Saturday, July 28, 2007

Doggie toenail fashion

I had a check-up with the allergy doctor this morning. It took all of about 15 minutes for her to determine that I am well. The office has moved and the description of the new location, as delivered on their answering machine message, places the new digs near the police station and St. Joseph's School. Both of those landmarks are vague to me; I'm not a Catholic School child, nor am I a parent. I've only been to the police station once to get a state I.D. card. When I finally found the place, I knew exactly where I was. I was right behind Nori's Saimin and Snacks. Why didn't they just say so! For me, the best landmarks are always food vendors. Nori's is the bomb! Dey get da bes saimin, fo real, brah! Da kine serve wit' one ono chicken terriyaki stick. They also make this chocolate mochi cake that is divine. Broke da mout', cuz!
Poor Crawford has developed yet another affliction. Her left back leg was injured way before we adopted her. It was broken badly. Her former human(s) must have loved her; they had the leg pinned. So that leg is bent a bit and is therefore a little shorter than the good, right back leg. Lately, she's begun to drag the toenails on her good leg. The short bad leg is less able to hold itself out long enough when she strides to keep the good leg off the ground. When she runs or trots, she picks the good leg and foot up far enough to clear the ground. But when she walks, her left back foot twists outward a little and she drags the middle toenails on her right foot. Two days ago, she finally had drug one toenail so short that it had begun to bleed. I doctored it to prevent infection, then patched it with a tiny piece of duct tape. That actually worked, but wore off quickly. So I jumped online and found something called Soft Claws. They make nail covers for dogs and cats. Their primary purpose is to protect hard wood floors and furniture or to prevent a pet from doing damage to itself when scratching. I ordered a batch and they arrived in two days! Amazing! I affixed two of them to the two most vulnerable toenails. We'll see tomorrow how they work on the pavement. Crawford's such a good girl. She just let me glue them on. They come with adhesive. I ordered black, although they come in several other colors. Like me, Crawford is not the girly-girl type, so I figured she'd prefer the black. They are non-toxic, so if she decides to chew them off and swallows them, they will simply pass through. The photo above shows her sporting her new toenails. Look closely to her back foot in the photo and you can see them. Nice, huh?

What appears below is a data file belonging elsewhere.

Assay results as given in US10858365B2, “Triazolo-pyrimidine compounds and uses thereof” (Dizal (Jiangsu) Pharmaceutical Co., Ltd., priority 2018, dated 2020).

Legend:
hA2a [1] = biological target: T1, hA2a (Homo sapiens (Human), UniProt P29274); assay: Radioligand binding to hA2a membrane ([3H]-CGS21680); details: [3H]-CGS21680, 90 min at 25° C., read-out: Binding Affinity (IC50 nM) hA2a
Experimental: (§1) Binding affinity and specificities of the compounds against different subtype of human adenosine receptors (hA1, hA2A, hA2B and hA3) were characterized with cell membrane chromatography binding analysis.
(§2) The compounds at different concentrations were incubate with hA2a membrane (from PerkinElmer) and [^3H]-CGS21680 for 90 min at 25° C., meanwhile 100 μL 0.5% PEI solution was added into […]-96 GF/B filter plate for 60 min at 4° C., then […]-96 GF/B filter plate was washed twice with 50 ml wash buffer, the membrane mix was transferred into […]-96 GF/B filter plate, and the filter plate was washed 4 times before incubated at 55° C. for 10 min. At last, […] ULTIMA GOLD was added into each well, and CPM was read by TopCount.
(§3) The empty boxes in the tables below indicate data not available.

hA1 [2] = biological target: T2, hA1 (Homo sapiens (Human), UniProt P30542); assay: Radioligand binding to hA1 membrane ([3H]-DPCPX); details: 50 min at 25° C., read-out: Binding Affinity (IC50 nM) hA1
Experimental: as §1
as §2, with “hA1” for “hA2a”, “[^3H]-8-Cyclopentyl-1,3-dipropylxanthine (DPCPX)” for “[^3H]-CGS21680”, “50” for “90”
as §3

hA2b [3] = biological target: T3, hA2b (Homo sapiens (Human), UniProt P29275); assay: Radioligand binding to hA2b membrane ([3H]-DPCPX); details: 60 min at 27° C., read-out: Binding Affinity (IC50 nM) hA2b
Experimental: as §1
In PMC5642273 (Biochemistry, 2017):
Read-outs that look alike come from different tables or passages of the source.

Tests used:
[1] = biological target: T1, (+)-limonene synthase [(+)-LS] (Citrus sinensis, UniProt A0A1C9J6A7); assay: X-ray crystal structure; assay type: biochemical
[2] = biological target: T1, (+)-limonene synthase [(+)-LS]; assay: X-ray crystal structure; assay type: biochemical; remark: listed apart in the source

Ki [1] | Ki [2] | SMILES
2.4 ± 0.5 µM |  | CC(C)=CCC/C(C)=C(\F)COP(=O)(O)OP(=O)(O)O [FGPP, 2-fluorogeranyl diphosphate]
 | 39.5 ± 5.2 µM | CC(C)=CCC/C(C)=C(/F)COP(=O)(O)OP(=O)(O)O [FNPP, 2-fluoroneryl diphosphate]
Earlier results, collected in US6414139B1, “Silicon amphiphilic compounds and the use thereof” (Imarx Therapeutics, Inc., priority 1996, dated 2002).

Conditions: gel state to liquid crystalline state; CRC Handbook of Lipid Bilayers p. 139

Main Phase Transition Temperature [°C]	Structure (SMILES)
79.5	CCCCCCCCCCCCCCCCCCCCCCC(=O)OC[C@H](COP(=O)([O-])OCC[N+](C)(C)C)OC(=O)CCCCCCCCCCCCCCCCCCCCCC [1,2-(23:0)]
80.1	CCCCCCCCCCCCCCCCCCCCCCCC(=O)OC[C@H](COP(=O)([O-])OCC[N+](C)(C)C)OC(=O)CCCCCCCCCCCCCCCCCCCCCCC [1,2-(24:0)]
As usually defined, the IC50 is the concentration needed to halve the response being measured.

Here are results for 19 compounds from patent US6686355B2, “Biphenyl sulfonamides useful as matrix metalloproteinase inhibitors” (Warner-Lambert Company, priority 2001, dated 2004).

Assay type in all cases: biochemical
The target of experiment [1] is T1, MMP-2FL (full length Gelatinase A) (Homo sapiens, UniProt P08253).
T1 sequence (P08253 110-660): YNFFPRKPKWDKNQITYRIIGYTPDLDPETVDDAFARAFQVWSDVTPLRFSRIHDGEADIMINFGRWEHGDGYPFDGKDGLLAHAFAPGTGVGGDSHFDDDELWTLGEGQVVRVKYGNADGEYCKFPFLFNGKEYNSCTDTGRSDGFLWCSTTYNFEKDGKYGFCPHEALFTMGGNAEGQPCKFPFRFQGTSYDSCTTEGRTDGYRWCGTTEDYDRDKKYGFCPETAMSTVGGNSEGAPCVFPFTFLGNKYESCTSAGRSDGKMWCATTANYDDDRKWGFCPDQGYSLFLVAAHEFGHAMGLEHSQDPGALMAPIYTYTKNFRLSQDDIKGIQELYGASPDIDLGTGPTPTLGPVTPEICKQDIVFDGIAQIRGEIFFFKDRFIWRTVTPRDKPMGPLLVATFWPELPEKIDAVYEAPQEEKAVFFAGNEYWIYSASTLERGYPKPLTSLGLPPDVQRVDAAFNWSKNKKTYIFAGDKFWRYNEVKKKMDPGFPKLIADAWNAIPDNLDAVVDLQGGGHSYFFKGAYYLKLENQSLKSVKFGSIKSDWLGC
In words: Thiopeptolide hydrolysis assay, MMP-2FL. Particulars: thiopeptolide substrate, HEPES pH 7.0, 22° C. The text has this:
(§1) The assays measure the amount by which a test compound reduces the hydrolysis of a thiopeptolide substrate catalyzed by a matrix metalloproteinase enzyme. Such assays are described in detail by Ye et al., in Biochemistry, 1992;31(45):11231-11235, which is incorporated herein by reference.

A hui hou. Aloha!

Sunday, July 22, 2007

Rainy weekend

How do you like the new look o' the blog? The banner at the top was cut from a photo of a giant leaf covered in rain drops. Pretty cool, huh? I think I need to change the color of the heading font, but I haven't figured out how to do that yet.
The tropical depression that's come and gone left us with a generally soggy weekend. We spent it puttering around the house. The dog's are bored stiff. Today, Ron chased a passel o' pigs from the yard with his trusty .22 caliber rifle. That provided some excitement to an otherwise dull day. He didn't hit any of them, but he scared them away. Our neighbor has hit two in the past few days. He's a much better shot than Ron. He's smokin' 'em up. I'm actually glad Ron didn't hit one. I wouldn't know what to do with it if he did. Actually, I would know what to do with it but I wouldn't want to do it. I know the pigs are just trying to survive in this world, just like we are. But they are a menace to gardening and farming. So we'll just keep scaring them away.
All over the island, kids are already getting ready to go back to school. They start next week! Summer vacation is a scant six weeks here. There are fund raisers and school supply collections drives everywhere you turn. It's heartbreaking to me that kids' parents can't even afford to buy them notebooks, pencils, paper and folders for school. I am reminded of a bumper sticker I've seen around lately. It says, "It will be a great day in America when all of our schools have all the money they need and the Air Force has to hold a bake sale to buy a bomber." Indeed.